Leadership Council for Human Rights

~ Feet in the mud, head in the sky ~

Thursday, July 20, 2006

“We are here today to say ‘enough’”: The U.S. Reaction to the Horrors Faced by North Korean Refugees

July 19, 2006

North Korean refugees appeared at a Senate press conference sponsored by Senator Sam Brownback on Wednesday, describing to members of the press the horrors they endured while imprisoned or after trying to escape North Korea. Kim Jong-Il’s catastrophic reign of terror was discussed in relation to basic human rights concerning North Koreans. Brownback and Representative Joseph Pitts began by introducing the issues at hand and talking about how the United States wishes to get involved.

Because so many millions of North Koreans are starving, suffering, and dying, Brownback discussed a multi-lateral framework in which a Bipartisan coalition can be formed in order to meet to address human rights, and to achieve the U.S. government’s long-term goal of spreading democracy all over the world, specifically within the South Korean Peninsula.

When the North Korean refugees entered the room, they were limiting their identities as much as possible by wearing hats and sunglasses and some even covering their faces with their hands. They spoke of their imprisonments and the torture they experienced and answered questions about the violations of their basic human rights. One crucial fact that was discussed was the two identified sins in North Korea which were defined as 1). trying to flee the nation, and 2). believing in God.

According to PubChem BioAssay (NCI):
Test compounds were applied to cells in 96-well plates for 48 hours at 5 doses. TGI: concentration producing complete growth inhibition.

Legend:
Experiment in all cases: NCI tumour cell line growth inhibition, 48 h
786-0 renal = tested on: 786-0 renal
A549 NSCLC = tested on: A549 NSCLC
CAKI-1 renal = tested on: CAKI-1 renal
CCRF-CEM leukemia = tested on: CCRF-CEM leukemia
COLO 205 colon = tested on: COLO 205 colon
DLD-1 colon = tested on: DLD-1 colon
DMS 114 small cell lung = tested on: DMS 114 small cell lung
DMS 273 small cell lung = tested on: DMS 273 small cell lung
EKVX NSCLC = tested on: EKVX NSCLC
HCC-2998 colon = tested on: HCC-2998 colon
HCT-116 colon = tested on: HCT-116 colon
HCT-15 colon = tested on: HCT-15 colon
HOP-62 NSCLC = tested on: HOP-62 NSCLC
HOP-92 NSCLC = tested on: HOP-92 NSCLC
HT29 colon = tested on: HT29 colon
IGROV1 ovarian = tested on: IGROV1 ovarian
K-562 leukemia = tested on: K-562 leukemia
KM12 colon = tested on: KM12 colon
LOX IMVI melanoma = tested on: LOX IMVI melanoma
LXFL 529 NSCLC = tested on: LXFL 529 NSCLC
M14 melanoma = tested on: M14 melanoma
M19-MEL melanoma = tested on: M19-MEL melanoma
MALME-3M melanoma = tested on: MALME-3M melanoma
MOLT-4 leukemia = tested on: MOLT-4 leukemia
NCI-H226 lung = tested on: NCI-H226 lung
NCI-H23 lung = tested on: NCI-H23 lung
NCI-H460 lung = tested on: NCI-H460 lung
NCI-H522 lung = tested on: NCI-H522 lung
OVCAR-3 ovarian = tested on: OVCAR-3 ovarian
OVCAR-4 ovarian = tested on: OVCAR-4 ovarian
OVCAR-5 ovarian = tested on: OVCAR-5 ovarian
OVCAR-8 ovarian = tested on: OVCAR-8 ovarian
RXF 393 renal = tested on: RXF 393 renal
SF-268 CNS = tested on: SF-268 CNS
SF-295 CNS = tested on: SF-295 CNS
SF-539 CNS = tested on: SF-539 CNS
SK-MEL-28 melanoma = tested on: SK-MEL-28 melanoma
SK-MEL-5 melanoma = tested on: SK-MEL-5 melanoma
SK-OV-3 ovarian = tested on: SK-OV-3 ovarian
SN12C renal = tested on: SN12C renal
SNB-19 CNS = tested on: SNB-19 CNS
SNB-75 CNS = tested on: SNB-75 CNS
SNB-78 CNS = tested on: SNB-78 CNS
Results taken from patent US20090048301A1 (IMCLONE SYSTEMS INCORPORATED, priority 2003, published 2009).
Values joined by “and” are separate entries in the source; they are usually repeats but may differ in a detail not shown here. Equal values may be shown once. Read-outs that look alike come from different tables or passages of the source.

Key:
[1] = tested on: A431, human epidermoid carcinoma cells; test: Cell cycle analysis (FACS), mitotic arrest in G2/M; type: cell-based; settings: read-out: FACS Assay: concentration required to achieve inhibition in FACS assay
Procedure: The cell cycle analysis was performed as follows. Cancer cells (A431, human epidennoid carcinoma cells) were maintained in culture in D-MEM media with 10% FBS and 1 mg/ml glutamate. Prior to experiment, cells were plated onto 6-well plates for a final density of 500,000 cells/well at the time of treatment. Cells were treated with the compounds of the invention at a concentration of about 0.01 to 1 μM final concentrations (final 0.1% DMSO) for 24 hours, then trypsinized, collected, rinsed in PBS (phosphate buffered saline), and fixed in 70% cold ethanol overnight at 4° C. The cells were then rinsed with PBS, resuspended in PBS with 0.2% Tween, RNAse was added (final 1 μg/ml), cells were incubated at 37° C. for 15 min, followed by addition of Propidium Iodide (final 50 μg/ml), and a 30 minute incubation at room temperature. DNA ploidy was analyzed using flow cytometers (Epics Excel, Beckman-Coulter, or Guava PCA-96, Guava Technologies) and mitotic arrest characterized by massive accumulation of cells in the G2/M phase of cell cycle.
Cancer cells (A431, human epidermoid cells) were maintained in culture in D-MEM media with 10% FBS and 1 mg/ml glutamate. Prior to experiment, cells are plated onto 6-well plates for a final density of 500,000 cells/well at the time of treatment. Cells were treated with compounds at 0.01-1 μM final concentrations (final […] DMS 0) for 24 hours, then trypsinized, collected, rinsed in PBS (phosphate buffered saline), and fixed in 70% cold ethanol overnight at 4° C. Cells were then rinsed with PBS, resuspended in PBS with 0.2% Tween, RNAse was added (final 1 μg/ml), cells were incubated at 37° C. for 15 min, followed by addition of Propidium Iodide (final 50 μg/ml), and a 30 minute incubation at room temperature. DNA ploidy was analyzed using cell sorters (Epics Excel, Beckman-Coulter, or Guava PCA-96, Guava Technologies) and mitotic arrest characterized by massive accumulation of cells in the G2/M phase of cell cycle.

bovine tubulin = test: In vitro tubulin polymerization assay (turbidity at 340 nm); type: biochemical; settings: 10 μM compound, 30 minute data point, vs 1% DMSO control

One refugee, “Joseph”, briefly discussed his experiences. He was sent to prison in China as a North Korean refugee and found no protection under the laws there. He was brutally tortured—“they twisted my fingers with pliers”—and starved. Another refugee spoke of how many went so hungry they resorted to cannibalism.

Without the courage of those refugees to describe the unbearable atrocities they underwent, the U.S. would not have as much knowledge to initiate a mission of protection for the North Koreans in need.

Representative Joseph Pitts reiterated the horrors faced by North Koreans: the women who are trafficked, sold as sex slaves, raped, and abused, and the men who go to prison camps, who are starved and tortured, and who are oppressed. The United States has come to accept those persecuted and in need of help. Thus, Pitts articulated his innermost thoughts in support of those in danger: “We are here today to stand in solidarity. We are here today to say ‘enough’. ‘Enough’.”


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